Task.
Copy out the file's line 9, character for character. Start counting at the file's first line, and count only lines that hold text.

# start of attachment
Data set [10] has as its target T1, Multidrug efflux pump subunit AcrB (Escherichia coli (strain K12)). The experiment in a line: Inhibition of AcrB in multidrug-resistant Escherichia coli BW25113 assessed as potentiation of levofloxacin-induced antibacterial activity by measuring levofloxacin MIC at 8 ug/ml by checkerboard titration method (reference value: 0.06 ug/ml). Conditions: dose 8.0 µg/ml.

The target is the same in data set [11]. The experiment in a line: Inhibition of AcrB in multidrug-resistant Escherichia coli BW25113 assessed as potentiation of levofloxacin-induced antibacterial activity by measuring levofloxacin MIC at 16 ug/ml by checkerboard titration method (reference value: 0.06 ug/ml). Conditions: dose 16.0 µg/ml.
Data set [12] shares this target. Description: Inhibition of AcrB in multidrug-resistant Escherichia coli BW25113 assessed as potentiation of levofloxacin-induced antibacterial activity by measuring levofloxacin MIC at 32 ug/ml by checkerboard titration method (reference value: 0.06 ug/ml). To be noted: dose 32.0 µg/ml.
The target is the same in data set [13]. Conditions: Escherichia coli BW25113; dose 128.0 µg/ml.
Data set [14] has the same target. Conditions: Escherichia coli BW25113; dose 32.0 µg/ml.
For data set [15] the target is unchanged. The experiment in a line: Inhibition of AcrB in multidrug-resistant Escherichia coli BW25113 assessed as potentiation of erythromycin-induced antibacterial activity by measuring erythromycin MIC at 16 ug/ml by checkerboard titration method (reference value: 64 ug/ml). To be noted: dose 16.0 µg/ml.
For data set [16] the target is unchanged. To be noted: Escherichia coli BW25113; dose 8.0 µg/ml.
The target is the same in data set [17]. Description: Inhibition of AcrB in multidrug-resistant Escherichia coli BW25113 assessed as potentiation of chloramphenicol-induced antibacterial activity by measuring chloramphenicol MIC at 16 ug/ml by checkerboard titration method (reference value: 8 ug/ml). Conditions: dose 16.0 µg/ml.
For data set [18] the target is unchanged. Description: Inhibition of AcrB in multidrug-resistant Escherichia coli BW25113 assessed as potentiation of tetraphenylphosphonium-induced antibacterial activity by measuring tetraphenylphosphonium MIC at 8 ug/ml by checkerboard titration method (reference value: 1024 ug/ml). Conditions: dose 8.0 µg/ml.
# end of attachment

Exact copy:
For data set [18] the target is unchanged. Description: Inhibition of AcrB in multidrug-resistant Escherichia coli BW25113 assessed as potentiation of tetraphenylphosphonium-induced antibacterial activity by measuring tetraphenylphosphonium MIC at 8 ug/ml by checkerboard titration method (reference value: 1024 ug/ml). Conditions: dose 8.0 µg/ml.